The second, and my preferred method, is that with the ‘relevant page’ in view, hit Command-c, then hit Command-n. This should open a new Preview window with the relevant page extracted and ready to be sent to Journler. Remember that the bates number is on there, and because Spotlight indexes those bates numbers, you can return to the document/page in its original context simply by typing the bates number into Spotlight. Now, to send this page to Journler hit Command-Shift-S to get the save dialog. Choose Desktop>Journler Drop Box. Doing so will bring up the same dialog as above, but now the page itself gets copied into Journler as a resource.
If you have more than one page, Preview will not allow you to create a ‘new’ document from multiple pages. The solution here is to hit Command-p (or print), choose the page range, then click on the “PDF” drop down in the print dialog and choose “Save to Journler.” This will import the full page range as a resource in a new Journler entry under the same dialog as above. Remember, to get the full print dialog allowing you to select individual pages, you need to click on the little blue down arrow next to the printer selection. Note that there are very few ‘clicks’ and most of the entry can be done using the keyboard, saving valuable time in mousing around.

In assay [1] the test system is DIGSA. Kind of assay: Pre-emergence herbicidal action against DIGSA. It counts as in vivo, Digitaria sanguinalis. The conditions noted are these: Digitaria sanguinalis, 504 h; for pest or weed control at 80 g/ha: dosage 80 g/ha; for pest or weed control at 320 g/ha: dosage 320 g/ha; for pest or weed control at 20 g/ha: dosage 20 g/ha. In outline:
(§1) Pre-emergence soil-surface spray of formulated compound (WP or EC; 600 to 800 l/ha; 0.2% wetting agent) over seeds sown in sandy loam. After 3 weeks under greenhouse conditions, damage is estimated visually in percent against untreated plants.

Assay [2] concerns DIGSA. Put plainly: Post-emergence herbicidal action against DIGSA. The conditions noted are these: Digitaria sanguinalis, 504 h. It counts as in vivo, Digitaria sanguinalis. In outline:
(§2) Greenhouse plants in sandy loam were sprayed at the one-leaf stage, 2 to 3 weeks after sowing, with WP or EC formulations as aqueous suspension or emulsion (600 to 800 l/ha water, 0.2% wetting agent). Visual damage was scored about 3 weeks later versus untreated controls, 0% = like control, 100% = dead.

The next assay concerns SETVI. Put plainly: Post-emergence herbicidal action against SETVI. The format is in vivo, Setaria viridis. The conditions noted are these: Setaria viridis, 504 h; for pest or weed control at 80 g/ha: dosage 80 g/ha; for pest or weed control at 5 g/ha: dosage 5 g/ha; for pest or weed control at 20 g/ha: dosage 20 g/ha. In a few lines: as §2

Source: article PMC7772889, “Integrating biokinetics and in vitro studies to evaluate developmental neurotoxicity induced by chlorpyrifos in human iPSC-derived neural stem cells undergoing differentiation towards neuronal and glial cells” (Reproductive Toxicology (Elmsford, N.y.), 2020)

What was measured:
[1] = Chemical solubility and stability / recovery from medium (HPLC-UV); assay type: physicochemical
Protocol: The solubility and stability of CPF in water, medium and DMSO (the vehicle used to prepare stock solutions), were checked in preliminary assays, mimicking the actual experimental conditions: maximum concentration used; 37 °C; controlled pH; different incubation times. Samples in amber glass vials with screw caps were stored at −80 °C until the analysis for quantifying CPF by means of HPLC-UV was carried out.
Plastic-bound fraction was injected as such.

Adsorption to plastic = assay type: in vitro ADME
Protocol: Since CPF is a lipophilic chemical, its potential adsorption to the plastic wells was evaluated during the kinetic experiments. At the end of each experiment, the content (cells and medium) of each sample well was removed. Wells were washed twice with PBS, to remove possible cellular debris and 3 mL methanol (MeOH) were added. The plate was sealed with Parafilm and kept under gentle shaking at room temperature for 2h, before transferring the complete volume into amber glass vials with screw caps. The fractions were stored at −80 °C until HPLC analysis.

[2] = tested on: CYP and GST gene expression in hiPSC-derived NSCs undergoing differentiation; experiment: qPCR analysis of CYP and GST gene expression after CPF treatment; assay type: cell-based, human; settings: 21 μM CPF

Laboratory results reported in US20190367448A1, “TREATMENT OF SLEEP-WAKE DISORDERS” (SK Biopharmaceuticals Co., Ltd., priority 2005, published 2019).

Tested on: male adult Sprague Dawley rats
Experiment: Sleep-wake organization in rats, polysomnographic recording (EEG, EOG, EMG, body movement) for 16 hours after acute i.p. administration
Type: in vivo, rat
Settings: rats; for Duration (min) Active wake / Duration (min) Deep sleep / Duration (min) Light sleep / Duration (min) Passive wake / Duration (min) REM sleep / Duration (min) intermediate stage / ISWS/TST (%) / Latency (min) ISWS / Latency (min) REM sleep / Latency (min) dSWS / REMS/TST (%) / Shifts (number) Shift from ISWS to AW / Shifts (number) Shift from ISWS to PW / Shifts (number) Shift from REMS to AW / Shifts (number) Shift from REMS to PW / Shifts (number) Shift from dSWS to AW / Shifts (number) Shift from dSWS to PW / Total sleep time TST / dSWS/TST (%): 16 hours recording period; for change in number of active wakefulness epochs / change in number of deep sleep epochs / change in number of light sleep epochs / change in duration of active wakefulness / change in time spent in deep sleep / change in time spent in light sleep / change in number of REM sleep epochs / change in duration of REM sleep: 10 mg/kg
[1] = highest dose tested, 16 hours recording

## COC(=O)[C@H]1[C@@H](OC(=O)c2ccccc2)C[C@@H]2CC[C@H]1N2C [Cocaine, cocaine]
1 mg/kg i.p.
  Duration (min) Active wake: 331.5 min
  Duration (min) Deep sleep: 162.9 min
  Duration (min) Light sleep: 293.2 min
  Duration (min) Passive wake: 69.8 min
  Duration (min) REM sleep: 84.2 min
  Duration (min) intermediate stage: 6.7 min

Finally, and regardless of any of the above methods, hit ‘complete import’ and then switch to Journler. You can edit the “Created” date to reflect the actual date relevant to the entry, add tags, make notes in the body or whatever. You should also explore Journler’s powerful Lexicon feature (quite literally an index of every word in Journler and related entries) as well as Journler’s very powerful search and filter dialogs.
Obviously, this alternative approach is much simpler than the previous Applescript/Adobe Pro method and will work for any item that can be opened in Preview, including JPGs, TIFFS etc. However, since each of those items is often a single ‘page’ you might just want to drag and drop the item into Journler.
These methods readily grant the Mac using attorney the ability to not only replace Casemap, but to actually exceed Casemap’s analysis. Journler allows you to view multiple entries and cases at once, in multiple tabs. The full text search and free form approach also make it a breeze to customize your analysis well beyond the static limitations of Casemap. Because Journler encompasses all your cases, you are free to re-use information from other cases unlike Casemap’s one-case-at-a-time approach. Further, using Journler need not be the ‘overkill’ that some view consider Casemap to be. Because it can be as simple or deep as you need, Journler is a definite leap forward in case analysis as compared to Casemap.